Why everyone's talking about the Diners Club Card Elite

Back in September I was the first blogger to observe that the new Diners Club Card Elite, which earns 3 Club Rewards points per dollar spent at "grocery stores, supermarkets, drug stores, pharmacies and automobile fuel service stations when you pay at the pump," allows points transfers, according to Flyertalk, to Starwood Preferred Guest at the not-totally-unreasonable rate of 1250 Club Rewards points to 750 Starpoints.

Personally, I don't pay $300 annual fees, so I was a bit surprised to find that the Diners Club Card Elite was one of the most popular topics of conversation last weekend in Phoenix. That convinced me to take a second look at the card's value proposition.

Finding the right comparison

In my first back-of-the-envelope calculation, I compared the Diners Club Card Elite to the "old" Blue Cash, which turned out to be an unfortunately timely comparison, given the wave of Blue Cash shutdowns (and PayPal warnings!) that occurred in October.

It turned out that most folks I spoke with in Phoenix were actually comparing the Diners Club Card Elite not to a straight cash back card like Blue Cash, but rather to the American Express Starwood Preferred Guest card, which earns 1 Starpoint per dollar spent.

This comparison is complicated by the fact that the Starwood Preferred Guest American Express and Diners Club Card Elite earn points, while their annual fees have to be paid in US dollars. What we need is a common point of measurement, which is happily provided, as usual, by the Barclaycard Arrival Plus MasterCard.

Since the Starwood Preferred Guest American Express earns just 1 Starpoint per dollar, and has no bonus categories (besides SPG properties themselves), anyone who is willing to manufacture spend on the card is already implicitly giving their Starpoints a value of at least 2.2 cents each by foregoing the same amount of spend on the Barclaycard Arrival Plus MasterCard.

Since the Diners Club Card Elite, in its extremely common bonus categories, earns 1.8 Starpoints per dollar spent, a user will break even when she spends, in bonus categories, that amount of bonused spend which generates the $235 difference in the annual fees between the Diners Club Card Elite and the Starwood Preferred Guest American Express.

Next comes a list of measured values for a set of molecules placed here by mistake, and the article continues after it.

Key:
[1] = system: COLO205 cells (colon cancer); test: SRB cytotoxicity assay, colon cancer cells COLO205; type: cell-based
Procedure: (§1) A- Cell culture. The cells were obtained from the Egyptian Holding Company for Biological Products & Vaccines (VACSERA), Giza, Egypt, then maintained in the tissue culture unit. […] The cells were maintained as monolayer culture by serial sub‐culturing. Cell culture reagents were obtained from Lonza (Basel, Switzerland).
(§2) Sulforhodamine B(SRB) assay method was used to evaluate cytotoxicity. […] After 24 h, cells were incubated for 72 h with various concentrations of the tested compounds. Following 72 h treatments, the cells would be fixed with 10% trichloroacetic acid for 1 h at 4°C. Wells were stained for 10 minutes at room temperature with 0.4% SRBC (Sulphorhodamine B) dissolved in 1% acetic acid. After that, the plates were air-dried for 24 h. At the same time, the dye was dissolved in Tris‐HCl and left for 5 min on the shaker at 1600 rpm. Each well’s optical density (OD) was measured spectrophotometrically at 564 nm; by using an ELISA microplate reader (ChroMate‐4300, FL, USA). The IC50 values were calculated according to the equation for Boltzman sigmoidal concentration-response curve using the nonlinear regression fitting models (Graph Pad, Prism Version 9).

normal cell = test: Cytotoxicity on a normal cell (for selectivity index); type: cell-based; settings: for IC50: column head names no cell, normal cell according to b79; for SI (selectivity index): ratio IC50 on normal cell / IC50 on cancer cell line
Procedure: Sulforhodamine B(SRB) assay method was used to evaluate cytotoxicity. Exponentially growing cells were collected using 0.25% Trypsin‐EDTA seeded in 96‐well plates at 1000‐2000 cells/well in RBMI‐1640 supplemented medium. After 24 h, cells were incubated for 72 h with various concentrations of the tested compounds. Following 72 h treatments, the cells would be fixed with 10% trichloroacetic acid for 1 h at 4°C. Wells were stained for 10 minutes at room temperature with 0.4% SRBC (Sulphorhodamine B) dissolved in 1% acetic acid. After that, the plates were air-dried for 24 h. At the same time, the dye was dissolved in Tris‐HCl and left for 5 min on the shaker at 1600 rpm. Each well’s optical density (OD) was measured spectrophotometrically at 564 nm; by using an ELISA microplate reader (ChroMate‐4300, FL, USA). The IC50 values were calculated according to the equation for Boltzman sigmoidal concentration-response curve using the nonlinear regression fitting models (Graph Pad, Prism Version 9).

That break-even amount, remarkably, is just $13,352. At that level of spend, a user will generate 40,057 Club Rewards points, which can be transferred to 24,034 Starpoints, or 10,682 more than with the Starwood Preferred Guest American Express. As shown above, those points are worth $235, the difference in the two cards' annual fees.


On this blog, I always try to go where the numbers take me, leaving at the door as much prejudice and superstition as possible. And that's what the numbers say: at quite low levels of bonused spend, the Diners Club Card Elite generates enough "excess" Starpoints to justify paying the annual fee, assuming you do, in fact, value Starpoints at 2.2 cents or more each.

But this analysis requires two big caveats. First, there are other cards which bonus grocery store spend, like the American Express Preferred Rewards Gold and Hilton HHonors Surpass, and the US Bank Flexperks Travel Rewards cards. Ironically, the $300 annual fee of the Diners Club Card Elite will pay the annual fees of all three of those cards ($175, $75, and $49, respectively). And that's a big problem with paying high annual fees: it's not that it's impossible to recoup the annual fee in value – of course it's possible. But it requires a commitment to doing so, at the expense of other points you may want or need over the course of the year.

The second caveat is that any comparison with the American Express Starwood Preferred Guest or Barclaycard Arrival Plus is inherently misleading, since those cards earn at the same rate regardless of the merchant, while the Diners Club Card Elite requires cannibalizing already-bonused grocery or drug store spend.

Unless, of course, your "old" Blue Cash card has already been shut down. In that case I think there's a clear argument for moving drug store spend, a cheap and plentiful, but now rarely-bonused, merchant category, to the Diners Club Card Elite.